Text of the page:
One of the fall season’s first storm systems is in full swing, bringing high-elevation snow to the West, heavy rain and severe weather to the Plains and eventually a noticeable drop in temperatures for a large area of the nation after summerlike temperatures brought record-breaking heat to millions of Americans.
On Tuesday, severe thunderstorms produced large hail in parts of the Plains, including these large hailstones that fell in Kansas.
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More of the same is expected in parts of Texas and Oklahoma on Wednesday.
Wet Wednesday expected in the southern Plains
The FOX Forecast Center says that by Wednesday, the cold front will stretch from Minnesota to Texas, which will once again lead to widespread rain along the front.
The bulk of the action will be focused on Oklahoma and Texas, but the cold front is expected to slow down and allow for extra moisture to build into the region.
The rain is welcome in the Plains, and the predicted 2 to 3 inches of rain will help parched areas, but there's also the potential for some areas to pick up 3 to 5 inches of rain through the week, which could lead to flash flooding.
The storm system is also creating snow on the backside of it, and higher elevations in the West could pick up a few inches through Wednesday. The bulk of the snow will be found in northwestern Wyoming, where the highest elevations could pick up 3 to 5 inches through late Wednesday.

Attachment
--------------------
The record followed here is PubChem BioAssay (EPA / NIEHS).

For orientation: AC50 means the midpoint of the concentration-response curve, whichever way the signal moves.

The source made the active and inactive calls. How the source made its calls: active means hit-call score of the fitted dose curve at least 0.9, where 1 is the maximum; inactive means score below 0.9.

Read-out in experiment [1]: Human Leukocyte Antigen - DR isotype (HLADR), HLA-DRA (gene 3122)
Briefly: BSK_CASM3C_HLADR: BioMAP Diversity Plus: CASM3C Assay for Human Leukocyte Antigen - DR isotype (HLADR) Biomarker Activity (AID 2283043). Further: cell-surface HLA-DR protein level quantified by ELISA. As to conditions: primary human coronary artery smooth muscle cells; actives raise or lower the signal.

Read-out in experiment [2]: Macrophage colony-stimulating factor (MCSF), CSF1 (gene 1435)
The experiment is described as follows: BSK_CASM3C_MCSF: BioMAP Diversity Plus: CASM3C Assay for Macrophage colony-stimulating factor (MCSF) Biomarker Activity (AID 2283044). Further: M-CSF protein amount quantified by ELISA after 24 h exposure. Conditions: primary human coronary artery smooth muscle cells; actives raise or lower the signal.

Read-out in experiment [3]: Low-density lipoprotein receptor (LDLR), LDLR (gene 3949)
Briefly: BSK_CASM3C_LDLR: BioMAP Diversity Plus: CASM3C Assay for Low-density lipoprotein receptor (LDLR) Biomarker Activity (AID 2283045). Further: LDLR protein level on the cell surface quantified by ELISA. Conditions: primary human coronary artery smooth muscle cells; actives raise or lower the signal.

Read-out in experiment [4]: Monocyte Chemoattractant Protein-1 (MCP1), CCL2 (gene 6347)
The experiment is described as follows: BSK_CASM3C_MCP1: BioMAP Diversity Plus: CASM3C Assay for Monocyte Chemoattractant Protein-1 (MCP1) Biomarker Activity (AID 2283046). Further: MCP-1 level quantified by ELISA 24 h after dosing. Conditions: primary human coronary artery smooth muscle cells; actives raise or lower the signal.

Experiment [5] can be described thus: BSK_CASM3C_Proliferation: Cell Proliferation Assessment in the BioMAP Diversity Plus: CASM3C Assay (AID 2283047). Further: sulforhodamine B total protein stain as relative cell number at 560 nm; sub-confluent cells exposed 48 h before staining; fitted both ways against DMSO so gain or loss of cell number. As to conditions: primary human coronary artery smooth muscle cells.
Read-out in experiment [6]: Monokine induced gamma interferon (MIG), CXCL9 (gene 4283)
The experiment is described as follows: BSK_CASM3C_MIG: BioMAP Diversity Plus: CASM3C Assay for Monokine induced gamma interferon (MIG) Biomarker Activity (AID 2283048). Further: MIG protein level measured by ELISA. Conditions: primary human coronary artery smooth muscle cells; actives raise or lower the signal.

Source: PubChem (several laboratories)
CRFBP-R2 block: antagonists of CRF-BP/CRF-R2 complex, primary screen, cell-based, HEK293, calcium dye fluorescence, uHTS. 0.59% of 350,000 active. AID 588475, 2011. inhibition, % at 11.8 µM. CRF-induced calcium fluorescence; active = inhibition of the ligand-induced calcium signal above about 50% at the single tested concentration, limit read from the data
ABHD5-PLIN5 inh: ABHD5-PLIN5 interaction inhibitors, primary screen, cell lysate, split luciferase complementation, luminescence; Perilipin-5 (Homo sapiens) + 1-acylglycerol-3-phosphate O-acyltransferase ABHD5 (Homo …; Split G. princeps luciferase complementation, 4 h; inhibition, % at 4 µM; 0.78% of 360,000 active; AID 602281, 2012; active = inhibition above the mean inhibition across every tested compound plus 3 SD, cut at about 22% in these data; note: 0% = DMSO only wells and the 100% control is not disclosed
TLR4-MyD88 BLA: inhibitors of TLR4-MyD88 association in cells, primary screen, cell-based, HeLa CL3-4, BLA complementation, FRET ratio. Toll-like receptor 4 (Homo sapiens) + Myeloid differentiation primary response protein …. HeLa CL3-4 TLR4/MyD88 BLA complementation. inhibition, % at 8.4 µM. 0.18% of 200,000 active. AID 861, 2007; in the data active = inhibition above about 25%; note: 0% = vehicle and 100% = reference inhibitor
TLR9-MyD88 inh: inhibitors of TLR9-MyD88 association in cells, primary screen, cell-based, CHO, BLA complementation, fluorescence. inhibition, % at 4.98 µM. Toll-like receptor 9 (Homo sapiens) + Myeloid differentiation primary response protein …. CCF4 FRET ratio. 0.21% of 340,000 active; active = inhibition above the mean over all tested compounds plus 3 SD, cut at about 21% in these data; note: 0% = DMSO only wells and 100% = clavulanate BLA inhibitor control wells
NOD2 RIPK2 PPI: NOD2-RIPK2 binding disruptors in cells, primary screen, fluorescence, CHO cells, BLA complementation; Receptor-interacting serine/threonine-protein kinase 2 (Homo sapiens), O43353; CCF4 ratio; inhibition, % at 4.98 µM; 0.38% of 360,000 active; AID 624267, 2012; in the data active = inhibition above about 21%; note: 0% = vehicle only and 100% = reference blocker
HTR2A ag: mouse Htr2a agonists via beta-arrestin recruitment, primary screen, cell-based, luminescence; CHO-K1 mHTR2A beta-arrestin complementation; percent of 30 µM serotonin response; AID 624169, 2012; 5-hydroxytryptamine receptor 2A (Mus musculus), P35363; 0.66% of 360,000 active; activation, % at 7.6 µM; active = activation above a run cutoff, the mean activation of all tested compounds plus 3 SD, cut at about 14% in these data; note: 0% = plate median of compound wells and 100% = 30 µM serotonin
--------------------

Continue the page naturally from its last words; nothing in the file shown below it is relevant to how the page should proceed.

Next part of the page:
Thursday and Friday weather forecast
The rain will continue in the southern Plains on Thursday as cooler temperatures begin to filter in from the north.
The Northeast will see the rain starting Friday and continuing at times through the weekend.
Additionally, the computer forecast models are hinting at a secondary cold front with another shot of cool Canadian air by Friday, which will continue spreading south and east across much of the central and eastern U.S. into the weekend.
A snowy beginning
Ski areas, like Brighton Resort in Utah, posted photos of snow in the area to get people excited for the upcoming season.